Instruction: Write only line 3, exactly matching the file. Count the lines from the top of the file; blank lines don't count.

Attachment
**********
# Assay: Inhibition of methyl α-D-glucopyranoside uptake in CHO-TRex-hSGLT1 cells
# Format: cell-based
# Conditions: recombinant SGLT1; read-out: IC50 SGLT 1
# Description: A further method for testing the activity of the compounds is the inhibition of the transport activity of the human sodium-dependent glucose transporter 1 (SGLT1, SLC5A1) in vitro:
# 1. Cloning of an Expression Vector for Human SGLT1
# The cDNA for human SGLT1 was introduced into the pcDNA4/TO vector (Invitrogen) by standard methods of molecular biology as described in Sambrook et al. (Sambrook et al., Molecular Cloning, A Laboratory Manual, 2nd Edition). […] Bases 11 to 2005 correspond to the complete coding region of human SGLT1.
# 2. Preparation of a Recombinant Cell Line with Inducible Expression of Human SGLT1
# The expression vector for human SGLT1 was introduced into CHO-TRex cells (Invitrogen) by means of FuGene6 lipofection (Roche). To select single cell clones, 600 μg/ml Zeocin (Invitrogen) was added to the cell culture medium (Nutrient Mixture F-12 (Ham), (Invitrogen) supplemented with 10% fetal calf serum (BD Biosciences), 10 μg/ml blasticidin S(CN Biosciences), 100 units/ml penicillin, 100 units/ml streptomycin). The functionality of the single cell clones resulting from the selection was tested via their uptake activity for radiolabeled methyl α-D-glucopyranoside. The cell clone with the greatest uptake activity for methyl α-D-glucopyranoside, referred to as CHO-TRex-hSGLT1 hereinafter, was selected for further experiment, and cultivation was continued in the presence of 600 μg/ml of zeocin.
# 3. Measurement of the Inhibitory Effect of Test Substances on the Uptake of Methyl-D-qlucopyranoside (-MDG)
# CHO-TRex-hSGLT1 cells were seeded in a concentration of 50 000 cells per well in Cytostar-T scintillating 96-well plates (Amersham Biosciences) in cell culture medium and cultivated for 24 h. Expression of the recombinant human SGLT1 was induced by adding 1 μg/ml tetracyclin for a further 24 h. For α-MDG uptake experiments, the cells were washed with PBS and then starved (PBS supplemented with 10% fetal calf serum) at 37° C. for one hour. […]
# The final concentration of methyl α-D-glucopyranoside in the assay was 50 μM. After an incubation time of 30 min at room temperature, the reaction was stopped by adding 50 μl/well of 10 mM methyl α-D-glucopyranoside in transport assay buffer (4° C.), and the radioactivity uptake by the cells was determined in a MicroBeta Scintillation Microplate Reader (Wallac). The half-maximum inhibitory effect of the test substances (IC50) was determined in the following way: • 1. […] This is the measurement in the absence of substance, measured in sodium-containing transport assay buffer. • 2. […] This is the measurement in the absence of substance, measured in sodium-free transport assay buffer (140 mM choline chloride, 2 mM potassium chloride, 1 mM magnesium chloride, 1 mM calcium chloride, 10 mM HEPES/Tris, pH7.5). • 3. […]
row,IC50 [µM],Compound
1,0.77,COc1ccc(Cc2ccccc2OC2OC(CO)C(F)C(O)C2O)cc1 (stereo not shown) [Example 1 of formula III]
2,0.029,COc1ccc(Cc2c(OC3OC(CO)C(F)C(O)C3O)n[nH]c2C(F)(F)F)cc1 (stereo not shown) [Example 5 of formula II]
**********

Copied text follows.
# Conditions: recombinant SGLT1; read-out: IC50 SGLT 1